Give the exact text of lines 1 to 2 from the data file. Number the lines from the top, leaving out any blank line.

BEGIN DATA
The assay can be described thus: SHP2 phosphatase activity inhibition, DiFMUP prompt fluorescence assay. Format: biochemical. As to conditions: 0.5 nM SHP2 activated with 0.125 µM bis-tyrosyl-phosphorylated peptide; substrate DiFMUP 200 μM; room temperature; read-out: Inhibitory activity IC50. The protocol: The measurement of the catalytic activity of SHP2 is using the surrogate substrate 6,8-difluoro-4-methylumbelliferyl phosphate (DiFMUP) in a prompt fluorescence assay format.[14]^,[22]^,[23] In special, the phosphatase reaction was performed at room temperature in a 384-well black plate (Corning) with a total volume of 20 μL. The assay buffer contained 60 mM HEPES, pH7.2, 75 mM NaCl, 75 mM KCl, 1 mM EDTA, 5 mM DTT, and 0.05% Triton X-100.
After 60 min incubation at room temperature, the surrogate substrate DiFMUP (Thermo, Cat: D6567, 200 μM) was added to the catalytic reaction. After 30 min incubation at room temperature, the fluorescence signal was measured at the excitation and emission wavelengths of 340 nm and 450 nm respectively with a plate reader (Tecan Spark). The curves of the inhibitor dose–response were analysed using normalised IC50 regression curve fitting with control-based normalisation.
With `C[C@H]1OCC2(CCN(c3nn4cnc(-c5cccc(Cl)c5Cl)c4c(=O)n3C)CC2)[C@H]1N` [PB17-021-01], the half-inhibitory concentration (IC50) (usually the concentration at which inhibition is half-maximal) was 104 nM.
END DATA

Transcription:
The assay can be described thus: SHP2 phosphatase activity inhibition, DiFMUP prompt fluorescence assay. Format: biochemical. As to conditions: 0.5 nM SHP2 activated with 0.125 µM bis-tyrosyl-phosphorylated peptide; substrate DiFMUP 200 μM; room temperature; read-out: Inhibitory activity IC50. The protocol: The measurement of the catalytic activity of SHP2 is using the surrogate substrate 6,8-difluoro-4-methylumbelliferyl phosphate (DiFMUP) in a prompt fluorescence assay format.[14]^,[22]^,[23] In special, the phosphatase reaction was performed at room temperature in a 384-well black plate (Corning) with a total volume of 20 μL. The assay buffer contained 60 mM HEPES, pH7.2, 75 mM NaCl, 75 mM KCl, 1 mM EDTA, 5 mM DTT, and 0.05% Triton X-100.
After 60 min incubation at room temperature, the surrogate substrate DiFMUP (Thermo, Cat: D6567, 200 μM) was added to the catalytic reaction. After 30 min incubation at room temperature, the fluorescence signal was measured at the excitation and emission wavelengths of 340 nm and 450 nm respectively with a plate reader (Tecan Spark). The curves of the inhibitor dose–response were analysed using normalised IC50 regression curve fitting with control-based normalisation.